Hopes that new antibiotic will fight drug-resistant bacteria
A new antibiotic weapon could help win the war against drug-resistant bacteria responsible for a host of diseases, scientists hope.
The bug destroyer targets an enzyme, LpxC, that is vital to the structure of gram-negative bacteria, a huge microbial family posing one of the biggest threats to human health.
Gram-negative bacteria, characterised by a toxic outer membrane, cause a large number of infections ranging from bubonic plague to peritonitis, cholera, and E.coli food poisoning.
The new drug, code-named LPC-069, is the first shown to suppress the gram-negative enzyme at safe doses. Its development could pave the way to novel treatments for a wide range of multi-drug resistant infections.
Lead scientist Dr Pei Zhou, from Duke University in North Carolina, US, said: "Our study shows that LpxC is a viable target, and we can dose the compound at very high levels without noticeable toxicity."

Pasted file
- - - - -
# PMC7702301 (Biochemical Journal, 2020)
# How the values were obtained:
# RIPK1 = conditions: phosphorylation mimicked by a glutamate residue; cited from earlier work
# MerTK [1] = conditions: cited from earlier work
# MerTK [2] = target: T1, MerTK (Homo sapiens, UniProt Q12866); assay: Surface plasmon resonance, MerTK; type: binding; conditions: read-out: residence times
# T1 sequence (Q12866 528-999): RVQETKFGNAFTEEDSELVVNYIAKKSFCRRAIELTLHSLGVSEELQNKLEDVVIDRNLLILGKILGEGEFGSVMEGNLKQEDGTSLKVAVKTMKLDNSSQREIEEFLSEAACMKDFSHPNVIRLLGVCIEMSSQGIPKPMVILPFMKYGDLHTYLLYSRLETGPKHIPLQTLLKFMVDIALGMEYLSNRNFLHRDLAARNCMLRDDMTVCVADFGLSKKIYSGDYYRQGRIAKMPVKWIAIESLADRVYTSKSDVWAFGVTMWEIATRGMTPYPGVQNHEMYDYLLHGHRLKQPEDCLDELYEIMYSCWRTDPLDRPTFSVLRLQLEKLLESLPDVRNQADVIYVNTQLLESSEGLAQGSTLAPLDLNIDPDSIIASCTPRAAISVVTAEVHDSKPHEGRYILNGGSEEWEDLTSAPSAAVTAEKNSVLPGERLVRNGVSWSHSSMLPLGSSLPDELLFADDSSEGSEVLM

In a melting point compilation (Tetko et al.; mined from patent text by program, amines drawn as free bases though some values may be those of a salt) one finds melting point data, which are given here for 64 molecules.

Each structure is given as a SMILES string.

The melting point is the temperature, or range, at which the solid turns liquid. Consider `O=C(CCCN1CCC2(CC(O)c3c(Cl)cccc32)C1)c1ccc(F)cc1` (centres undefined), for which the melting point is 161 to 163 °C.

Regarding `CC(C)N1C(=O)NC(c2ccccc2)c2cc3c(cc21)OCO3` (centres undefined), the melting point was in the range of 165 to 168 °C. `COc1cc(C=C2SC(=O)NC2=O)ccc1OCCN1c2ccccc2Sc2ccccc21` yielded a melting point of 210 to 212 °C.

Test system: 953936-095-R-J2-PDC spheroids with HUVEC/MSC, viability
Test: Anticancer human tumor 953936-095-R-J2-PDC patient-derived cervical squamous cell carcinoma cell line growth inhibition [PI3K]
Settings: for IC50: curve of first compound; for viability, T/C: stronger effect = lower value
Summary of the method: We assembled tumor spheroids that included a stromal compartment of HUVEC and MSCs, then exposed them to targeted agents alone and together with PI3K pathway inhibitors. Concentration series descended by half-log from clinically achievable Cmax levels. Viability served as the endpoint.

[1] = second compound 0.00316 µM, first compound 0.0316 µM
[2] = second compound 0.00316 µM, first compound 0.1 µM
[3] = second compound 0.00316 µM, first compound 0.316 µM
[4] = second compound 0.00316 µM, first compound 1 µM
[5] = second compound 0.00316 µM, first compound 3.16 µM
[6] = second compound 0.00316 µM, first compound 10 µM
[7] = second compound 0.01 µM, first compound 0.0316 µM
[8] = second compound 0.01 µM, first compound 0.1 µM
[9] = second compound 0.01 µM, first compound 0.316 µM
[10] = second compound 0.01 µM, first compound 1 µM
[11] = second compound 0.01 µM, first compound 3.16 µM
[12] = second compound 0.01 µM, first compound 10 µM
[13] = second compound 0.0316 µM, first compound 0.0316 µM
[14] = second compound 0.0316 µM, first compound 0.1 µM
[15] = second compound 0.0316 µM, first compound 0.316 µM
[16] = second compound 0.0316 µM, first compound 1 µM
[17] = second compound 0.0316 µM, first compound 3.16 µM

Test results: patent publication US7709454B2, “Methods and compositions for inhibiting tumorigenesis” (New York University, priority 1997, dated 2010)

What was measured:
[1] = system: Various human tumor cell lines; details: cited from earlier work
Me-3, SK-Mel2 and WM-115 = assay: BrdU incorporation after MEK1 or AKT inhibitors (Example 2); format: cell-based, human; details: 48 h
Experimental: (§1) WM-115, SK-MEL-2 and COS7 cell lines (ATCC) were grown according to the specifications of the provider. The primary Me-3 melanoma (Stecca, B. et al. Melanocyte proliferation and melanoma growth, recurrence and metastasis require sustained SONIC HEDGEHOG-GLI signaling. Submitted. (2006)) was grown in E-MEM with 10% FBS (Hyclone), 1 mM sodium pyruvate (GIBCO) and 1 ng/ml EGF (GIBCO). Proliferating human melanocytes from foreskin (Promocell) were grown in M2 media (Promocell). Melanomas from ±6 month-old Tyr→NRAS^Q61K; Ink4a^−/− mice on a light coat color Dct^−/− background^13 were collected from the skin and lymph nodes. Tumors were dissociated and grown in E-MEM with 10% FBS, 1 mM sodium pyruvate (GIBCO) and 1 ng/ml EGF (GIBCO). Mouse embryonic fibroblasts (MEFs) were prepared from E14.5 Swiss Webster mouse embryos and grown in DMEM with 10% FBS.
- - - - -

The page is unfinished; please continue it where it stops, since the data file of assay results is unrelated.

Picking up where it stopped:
Biologists first suggested targeting LpxC more than 20 years ago, but it proved impossible to find a drug compound that was safe at effective dosage levels.
The new antibiotic was tested on mice infected with the plague bug Yersinia pestis.
Five days after being injected with the bacteria, the animals remained alive and apparently healthy. A comparison group of untreated infected mice all died within the same time period.
After two weeks there was no sign of plague bacteria invading the organs of the treated mice, indicating that the infection had been cleared away.
Laboratory tests showed that the drug was active against more than a dozen types of harmful bacteria cultured from human patients, including multi-drug resistant strains.
Experiments with another LpxC inhibitor proved less successful because it produced side effects including white blood cell accumulation in the lungs and intestines, and liver toxicity.
LPC-069 caused no serious side effects even at the highest tested doses, said the researchers writing in the journal mBio.
The enzyme is one of six proteins that are vital for the formation of the outer membranes of gram-negative bacteria.
Other members of the enzyme group may also offer valuable targets for new antibiotic treatments, the researchers believe.